Mooncakes are typically eaten during the annual Mid-Autumn Festival celebrated among the Chinese. There are many different varieties of mooncakes, and in recent years, the mooncakes have evolved from cakes to jelly, ice cream and chocolate.
History of the Mid-Autumn Festival
With a history boasting 3000 years, the “moon festival” initially began during the Tang Dynasty (618 – 907), when the emperors would worship and gaze at the moon. This ritual became popular among those of the upper class as well. This originated from the Shang Dynasty’s (1600 – 1046 BC) tradition of moon worshipping to show gratitude for a bountiful harvest.
The word, “mid-autumn” first appeared in the book, Rites of Zhou. During this period, the celebration was not merry and was regarded as a solemn affair. This tradition only became a festival in the Northern Song Dynasty (960 – 79 AD) as the “Mid-Autumn Festival” was established on the 15th day of the 8th lunar month. It was at this time that the people dressed up, burnt incense and exchanged gifts of mooncakes which symbolised reunion. The making of mooncakes was considered an art.
Eating mooncakes was a custom which began in the Yuan Dynasty (1279 – 1368) when the Mongols ruled. The mooncakes were used as tools to carry hidden messages for the rebels. During the Ming Dynasty (1364 – 1644 AD) and Qing Dynasty (1644 – 1912 AD), the Mid-Autumn Festival became primarily as well-known and widely celebrated as Chinese New Year.
The people celebrated by releasing sky lanterns and watching fire-dragon dances. Now, the festival still maintains its traditions and is a recognised holiday in Malaysia. Family gatherings, playing with lights and consuming mooncakes are some of the common activities that are practised by Chinese families.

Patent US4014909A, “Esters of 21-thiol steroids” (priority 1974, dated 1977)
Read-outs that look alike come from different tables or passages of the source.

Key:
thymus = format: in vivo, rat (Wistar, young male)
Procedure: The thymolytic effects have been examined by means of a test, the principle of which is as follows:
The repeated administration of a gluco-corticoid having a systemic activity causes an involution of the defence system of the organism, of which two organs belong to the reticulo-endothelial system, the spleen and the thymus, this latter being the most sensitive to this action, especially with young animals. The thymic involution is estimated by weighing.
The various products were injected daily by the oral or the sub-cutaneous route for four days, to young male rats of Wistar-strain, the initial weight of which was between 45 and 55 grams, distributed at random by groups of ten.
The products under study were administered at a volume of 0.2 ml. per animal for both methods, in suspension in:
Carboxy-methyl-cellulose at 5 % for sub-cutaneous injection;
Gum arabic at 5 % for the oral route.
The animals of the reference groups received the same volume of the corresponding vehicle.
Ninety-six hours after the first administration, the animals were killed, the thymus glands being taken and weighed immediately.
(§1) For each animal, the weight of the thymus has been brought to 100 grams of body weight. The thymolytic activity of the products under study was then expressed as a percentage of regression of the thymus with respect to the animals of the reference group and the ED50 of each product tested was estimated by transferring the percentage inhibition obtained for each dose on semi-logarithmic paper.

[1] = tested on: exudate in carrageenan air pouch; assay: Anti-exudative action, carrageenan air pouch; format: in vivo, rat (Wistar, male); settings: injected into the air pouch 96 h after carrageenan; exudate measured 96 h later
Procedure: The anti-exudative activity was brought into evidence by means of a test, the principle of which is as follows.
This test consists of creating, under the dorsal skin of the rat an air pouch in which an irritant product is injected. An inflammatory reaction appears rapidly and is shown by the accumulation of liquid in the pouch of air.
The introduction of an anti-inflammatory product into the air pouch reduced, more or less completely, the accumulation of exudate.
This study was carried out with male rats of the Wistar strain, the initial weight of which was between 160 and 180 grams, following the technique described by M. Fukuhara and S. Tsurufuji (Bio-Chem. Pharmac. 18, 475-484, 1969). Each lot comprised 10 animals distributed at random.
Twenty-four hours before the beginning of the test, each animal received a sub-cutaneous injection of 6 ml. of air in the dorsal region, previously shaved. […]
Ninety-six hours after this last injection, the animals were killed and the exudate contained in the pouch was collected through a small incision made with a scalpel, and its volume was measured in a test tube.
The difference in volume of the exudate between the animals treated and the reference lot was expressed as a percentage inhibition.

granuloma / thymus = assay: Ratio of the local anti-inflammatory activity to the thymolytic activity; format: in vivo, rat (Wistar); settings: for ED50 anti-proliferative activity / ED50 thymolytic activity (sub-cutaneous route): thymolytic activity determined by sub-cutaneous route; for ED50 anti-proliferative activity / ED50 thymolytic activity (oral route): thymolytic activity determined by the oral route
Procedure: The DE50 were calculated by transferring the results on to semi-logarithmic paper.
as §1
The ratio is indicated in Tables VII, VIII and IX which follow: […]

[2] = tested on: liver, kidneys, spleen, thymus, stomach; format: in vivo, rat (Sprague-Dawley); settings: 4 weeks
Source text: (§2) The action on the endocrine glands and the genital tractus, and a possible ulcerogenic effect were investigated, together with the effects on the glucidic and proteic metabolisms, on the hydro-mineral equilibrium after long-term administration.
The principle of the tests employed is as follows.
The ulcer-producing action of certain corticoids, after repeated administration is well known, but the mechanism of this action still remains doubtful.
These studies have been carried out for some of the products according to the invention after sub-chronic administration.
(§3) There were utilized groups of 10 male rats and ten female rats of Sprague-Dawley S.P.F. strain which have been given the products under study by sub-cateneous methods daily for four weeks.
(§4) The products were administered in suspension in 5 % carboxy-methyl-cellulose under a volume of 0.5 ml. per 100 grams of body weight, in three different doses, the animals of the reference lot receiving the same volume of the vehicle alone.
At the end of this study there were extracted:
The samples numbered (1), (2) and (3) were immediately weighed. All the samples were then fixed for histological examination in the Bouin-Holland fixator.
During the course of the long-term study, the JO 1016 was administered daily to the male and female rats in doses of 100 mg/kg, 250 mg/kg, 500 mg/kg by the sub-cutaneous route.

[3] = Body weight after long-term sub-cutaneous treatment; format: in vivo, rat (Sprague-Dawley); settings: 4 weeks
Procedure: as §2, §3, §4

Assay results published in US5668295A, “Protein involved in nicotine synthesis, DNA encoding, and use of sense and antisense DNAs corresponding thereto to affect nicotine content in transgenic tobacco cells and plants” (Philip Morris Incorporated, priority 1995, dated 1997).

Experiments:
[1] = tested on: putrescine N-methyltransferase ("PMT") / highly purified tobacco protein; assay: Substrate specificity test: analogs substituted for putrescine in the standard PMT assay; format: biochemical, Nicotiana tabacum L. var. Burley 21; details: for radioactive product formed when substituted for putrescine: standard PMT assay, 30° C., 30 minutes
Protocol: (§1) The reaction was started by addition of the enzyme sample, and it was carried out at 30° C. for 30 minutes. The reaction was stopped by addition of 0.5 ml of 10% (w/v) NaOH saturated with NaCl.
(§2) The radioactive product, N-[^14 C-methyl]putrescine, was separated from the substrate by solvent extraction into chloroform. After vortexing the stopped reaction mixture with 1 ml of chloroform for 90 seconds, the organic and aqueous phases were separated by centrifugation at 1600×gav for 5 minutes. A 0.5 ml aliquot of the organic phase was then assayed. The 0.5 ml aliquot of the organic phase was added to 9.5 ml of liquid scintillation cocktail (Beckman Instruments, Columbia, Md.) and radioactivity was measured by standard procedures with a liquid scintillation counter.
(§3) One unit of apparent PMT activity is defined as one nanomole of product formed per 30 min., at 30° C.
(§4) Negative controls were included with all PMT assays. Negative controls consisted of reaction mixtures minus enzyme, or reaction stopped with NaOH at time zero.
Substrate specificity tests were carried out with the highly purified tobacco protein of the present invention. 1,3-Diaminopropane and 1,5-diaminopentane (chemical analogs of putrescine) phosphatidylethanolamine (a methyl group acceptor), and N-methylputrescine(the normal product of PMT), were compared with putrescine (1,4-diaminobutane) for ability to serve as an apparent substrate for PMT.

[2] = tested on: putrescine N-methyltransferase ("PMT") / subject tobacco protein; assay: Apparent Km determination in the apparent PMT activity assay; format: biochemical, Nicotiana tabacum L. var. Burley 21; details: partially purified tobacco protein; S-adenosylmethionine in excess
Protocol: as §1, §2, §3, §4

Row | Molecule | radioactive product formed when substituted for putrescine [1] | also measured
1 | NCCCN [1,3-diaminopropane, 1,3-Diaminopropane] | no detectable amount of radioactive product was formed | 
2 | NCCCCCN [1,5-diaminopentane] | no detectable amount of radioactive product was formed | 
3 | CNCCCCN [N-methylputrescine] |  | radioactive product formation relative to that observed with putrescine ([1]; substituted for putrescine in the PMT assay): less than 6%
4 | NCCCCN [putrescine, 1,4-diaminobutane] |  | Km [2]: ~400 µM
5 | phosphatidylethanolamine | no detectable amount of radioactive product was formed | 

Legends and Myths Surrounding the Festival
The Touching Love between Lady Chang’e and Hou Yi
It was said that there used to be 10 suns in the sky but Hou Yi – an archer and member of the Imperial Guard – saved the earth by shooting down the other 9 suns from the peak of Mount Kunlun. As a reward, the Queen of Heaven presented the elixir of life to Hou Yi. He did not take the potion because he was unwilling to leave his wife, Chang’e but gave it to her for safekeeping. She kept the elixir hidden but was seen by one of Hou Yi’s disciples, Peng Meng.
One day when Hou Yi went hunting with his disciples, Peng Meng stayed behind with the excuse of being ill. Shortly after the hunting group left, he broke into Hou Yi’s house and threatened Chang’e to hand over the elixir. In distress, Chang’e took the elixir from where it was hidden and drank its contents. Immediately, she floated up to the sky. It was said that she became immortal and stayed at a nearby moon because she was worried about her husband, Hou Yi. At nightfall, when Hou Yi returned, his maids told him of what had occurred during his absence. Furious, he immediately killed Peng Meng.